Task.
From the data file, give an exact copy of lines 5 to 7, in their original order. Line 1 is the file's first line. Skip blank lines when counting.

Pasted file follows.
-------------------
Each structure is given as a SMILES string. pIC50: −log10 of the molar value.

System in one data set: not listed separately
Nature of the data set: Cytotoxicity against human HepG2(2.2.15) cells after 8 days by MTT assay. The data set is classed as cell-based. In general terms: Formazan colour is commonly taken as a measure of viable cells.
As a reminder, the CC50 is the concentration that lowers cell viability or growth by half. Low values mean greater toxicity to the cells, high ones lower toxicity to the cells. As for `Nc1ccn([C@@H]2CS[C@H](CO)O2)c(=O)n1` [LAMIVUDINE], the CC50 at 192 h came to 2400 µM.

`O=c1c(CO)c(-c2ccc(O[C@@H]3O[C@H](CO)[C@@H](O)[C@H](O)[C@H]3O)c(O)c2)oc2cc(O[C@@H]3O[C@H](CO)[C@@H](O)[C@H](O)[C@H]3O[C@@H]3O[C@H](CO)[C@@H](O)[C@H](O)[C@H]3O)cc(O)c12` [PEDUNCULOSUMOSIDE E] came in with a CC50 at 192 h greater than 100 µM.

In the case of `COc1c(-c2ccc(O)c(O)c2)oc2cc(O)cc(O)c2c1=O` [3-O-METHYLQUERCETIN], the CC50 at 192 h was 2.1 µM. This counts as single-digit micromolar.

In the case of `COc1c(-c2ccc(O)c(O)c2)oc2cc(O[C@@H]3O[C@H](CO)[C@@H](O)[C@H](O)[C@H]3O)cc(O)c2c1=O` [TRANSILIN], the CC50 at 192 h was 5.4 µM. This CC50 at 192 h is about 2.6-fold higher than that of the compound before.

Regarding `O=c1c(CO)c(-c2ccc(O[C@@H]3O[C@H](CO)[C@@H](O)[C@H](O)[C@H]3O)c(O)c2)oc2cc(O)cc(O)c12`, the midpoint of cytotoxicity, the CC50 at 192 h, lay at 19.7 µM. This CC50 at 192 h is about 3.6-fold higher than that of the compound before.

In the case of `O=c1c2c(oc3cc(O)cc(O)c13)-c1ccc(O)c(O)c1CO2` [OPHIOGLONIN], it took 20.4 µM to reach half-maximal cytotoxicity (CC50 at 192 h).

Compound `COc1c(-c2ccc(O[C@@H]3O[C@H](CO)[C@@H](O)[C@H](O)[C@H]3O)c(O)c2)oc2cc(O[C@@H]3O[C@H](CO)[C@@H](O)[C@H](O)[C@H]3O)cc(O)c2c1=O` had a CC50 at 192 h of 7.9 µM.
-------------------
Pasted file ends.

`O=c1c(CO)c(-c2ccc(O[C@@H]3O[C@H](CO)[C@@H](O)[C@H](O)[C@H]3O)c(O)c2)oc2cc(O[C@@H]3O[C@H](CO)[C@@H](O)[C@H](O)[C@H]3O[C@@H]3O[C@H](CO)[C@@H](O)[C@H](O)[C@H]3O)cc(O)c12` [PEDUNCULOSUMOSIDE E] came in with a CC50 at 192 h greater than 100 µM.

In the case of `COc1c(-c2ccc(O)c(O)c2)oc2cc(O)cc(O)c2c1=O` [3-O-METHYLQUERCETIN], the CC50 at 192 h was 2.1 µM. This counts as single-digit micromolar.

In the case of `COc1c(-c2ccc(O)c(O)c2)oc2cc(O[C@@H]3O[C@H](CO)[C@@H](O)[C@H](O)[C@H]3O)cc(O)c2c1=O` [TRANSILIN], the CC50 at 192 h was 5.4 µM. This CC50 at 192 h is about 2.6-fold higher than that of the compound before.